The FY 2020 HUD Spending bill was passed by Congress and signed by the President in December. The spending bill allocated $56 billion to HUD programs, which is $2.3 Billion more than last year and $12 billion more than the president’s request. With this spending bill, Congress continues to clearly reject the administration’s calls to drastically cut housing benefits that help millions of low-income seniors, people with disabilities, families with children, veterans, and others afford their homes. 

For the most part, HUD programs saw slight funding increases compared to FY19 levels. See key program highlights below:

Tenant Based Section 8: $23.874 Billion, an increase of $1.276 Billion 
Project Based Section 8: $12.6 Billion, an increase of $823 Million
PH Capital: $2.87 Billion, an increase of $94 Million
PH Operating: $4.5 Billion, a decrease of $104 Million
Section 202: $793 Million, an increase of $115 Million
Section 811: $202 Million, an increase of $18 Million
CDBG: $3.43 Billion, an increase of $60 Million
HOME: $1.35 Billion, an increase of $100 Million
Homeless Assistance Grants: $2.78 Billion, an increase of $140 Million

The increase in Section 8 funding is sufficient to cover all voucher renewals nationally. Funding also provides an increase of $91 Million in admin fees. However, there was a $10 Million decrease for Tenant Protection Vouchers, which can be used in conjunction with RAD.

NYCHA estimates the following impact:
Public Housing Capital Increase of $18 MillionThis estimate is based on prior share of national appropriation and is subject to change based on formula eligibility.  New $35 Million set-aside in the emergency capital grants for PHAs in receivership or under the guidance of Federal Monitor. Potential of additional funds for NYCHA.$20 Million increase in competitive Lead-Based Paint grants compared to 2019 Enacted. NYCHA is no longer prohibited from applying for and receiving the funding due to Federal monitorship.
Public Housing Operating Funding Decrease of $21 MillionThis estimate is based on prior share of national appropriation and is subject to change based on formula eligibility. New $25 Million set-aside for PHAs that experience financial insolvency. Stable funding for Family Self-Sufficiency ($80M total), Jobs-Plus ($15M total) and ROSS ($35M total).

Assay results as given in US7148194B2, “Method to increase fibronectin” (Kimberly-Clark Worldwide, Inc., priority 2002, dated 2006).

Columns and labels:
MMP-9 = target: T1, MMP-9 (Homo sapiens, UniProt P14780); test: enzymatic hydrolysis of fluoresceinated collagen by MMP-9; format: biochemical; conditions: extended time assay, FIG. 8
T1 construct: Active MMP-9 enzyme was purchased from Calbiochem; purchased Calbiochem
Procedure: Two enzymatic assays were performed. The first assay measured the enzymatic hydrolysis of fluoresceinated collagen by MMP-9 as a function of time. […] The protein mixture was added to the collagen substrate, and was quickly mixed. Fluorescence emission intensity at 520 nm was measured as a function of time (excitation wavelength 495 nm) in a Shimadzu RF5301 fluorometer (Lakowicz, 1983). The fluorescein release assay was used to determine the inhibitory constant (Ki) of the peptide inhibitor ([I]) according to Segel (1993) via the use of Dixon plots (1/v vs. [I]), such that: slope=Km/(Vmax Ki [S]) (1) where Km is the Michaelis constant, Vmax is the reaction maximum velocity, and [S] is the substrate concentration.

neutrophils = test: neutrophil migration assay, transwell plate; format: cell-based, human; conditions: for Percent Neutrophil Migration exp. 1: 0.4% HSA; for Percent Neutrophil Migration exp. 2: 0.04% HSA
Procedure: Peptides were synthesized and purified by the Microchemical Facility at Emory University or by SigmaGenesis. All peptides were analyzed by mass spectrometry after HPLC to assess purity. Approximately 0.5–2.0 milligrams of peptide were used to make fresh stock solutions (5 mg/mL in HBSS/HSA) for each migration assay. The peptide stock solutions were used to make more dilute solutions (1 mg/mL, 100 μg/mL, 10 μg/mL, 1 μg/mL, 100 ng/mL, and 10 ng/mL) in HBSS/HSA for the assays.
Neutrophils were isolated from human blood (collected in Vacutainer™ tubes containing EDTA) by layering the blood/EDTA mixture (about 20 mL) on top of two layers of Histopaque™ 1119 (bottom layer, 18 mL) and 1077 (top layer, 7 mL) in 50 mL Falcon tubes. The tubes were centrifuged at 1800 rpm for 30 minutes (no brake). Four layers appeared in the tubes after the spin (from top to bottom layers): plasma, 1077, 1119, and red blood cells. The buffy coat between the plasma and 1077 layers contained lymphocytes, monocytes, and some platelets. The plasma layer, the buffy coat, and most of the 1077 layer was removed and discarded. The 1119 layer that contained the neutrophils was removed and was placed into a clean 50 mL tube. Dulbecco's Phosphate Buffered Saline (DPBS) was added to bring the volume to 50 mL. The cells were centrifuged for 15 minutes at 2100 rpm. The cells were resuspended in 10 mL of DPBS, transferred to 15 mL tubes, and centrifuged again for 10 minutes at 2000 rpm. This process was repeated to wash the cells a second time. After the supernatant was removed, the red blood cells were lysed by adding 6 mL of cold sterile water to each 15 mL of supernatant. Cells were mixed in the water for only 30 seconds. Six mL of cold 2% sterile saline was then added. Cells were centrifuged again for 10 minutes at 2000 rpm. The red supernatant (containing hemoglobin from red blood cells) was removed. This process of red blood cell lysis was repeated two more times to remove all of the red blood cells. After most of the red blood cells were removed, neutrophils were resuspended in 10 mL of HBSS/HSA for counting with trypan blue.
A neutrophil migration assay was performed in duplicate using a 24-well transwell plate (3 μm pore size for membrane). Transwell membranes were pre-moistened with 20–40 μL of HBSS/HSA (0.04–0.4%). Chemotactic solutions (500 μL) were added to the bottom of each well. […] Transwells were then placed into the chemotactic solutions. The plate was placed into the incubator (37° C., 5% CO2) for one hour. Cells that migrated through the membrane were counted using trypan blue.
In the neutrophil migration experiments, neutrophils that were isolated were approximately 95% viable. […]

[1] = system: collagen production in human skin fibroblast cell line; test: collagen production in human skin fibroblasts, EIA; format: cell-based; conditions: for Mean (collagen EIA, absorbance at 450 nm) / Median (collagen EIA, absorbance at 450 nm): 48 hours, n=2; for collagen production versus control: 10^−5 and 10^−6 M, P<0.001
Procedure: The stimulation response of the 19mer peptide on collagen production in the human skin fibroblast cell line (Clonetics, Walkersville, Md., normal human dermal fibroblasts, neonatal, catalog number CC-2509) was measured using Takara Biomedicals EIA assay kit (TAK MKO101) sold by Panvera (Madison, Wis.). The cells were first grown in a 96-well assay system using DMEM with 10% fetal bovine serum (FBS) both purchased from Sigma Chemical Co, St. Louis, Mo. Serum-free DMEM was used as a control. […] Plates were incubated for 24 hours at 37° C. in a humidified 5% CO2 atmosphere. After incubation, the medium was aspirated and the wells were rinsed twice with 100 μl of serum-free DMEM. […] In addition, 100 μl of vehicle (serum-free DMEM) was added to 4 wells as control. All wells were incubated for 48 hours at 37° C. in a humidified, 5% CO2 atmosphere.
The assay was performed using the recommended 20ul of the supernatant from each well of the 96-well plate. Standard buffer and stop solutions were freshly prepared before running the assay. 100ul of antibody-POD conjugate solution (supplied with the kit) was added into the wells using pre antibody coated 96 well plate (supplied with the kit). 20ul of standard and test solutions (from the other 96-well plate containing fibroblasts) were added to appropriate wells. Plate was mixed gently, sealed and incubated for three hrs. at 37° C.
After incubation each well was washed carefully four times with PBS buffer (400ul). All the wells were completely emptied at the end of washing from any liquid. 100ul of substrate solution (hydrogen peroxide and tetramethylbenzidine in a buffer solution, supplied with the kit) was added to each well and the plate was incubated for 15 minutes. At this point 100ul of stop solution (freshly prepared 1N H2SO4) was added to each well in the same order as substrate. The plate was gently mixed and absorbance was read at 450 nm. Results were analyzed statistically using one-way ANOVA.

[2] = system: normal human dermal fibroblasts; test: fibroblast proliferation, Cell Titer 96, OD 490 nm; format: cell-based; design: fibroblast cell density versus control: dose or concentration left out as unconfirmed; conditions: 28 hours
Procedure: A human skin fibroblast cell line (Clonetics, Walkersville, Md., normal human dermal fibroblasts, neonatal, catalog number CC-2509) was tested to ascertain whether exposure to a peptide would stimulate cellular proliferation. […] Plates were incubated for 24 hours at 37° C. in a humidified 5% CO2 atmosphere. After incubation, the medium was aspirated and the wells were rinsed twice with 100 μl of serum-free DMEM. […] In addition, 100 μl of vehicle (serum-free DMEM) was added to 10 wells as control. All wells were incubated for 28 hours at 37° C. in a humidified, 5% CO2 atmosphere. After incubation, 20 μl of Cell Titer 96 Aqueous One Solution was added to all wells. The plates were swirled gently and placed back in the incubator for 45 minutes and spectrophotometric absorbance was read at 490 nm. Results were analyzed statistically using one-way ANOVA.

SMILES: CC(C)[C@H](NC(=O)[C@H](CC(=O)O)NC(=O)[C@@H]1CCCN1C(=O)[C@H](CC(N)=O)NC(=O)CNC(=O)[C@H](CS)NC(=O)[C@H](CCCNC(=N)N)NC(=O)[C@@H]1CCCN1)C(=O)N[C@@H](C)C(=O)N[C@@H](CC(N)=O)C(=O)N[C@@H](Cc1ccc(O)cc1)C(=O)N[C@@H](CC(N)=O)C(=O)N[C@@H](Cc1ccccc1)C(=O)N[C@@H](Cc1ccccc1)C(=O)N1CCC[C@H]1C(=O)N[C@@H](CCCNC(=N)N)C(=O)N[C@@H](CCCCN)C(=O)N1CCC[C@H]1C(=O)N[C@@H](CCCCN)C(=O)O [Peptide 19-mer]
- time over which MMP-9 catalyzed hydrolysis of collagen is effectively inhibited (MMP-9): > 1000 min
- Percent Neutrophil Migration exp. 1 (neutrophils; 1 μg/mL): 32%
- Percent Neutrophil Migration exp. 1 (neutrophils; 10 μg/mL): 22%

For HPD, the increased Section 8 budget authority is not expected to produce new vouchers since the agency is close to issuing the total number of vouchers permitted by a federal cap (36,600). NYHC plans to advocate for a legislative change to ensure that NYC can maximize use of Section 8 funding.

The increase in CDBG and HOME program funding will be used to further support and expand current uses NYC. CDBG supports code enforcement,housing litigation, emergency shelter, emergency repairs and property management. HOME supports senior housing, rental and downpayment assistance programs. NYHC will continue its fight for increased Public Housing funding as well as more funding for all HUD programs this year. For additional HUD program funding details, please see NLIHC’s updated budget chart.

The spending bill also includes policy changes to prevent the administration from undermining evidence-based approaches to ending homelessness through its Notice of Funding Availability (NOFA) for homeless assistance grants. This is an important victory for advocates, who warned that Trump efforts to change the NOFA would be harmful to efforts to end homelessness.

Congress also included language to force HUD to finally release critical mitigation funds for Puerto Rico. Congress approved over $16 billion in disaster mitigation funding for Puerto Rico nearly two years ago, but HUD has delayed releasing the aid.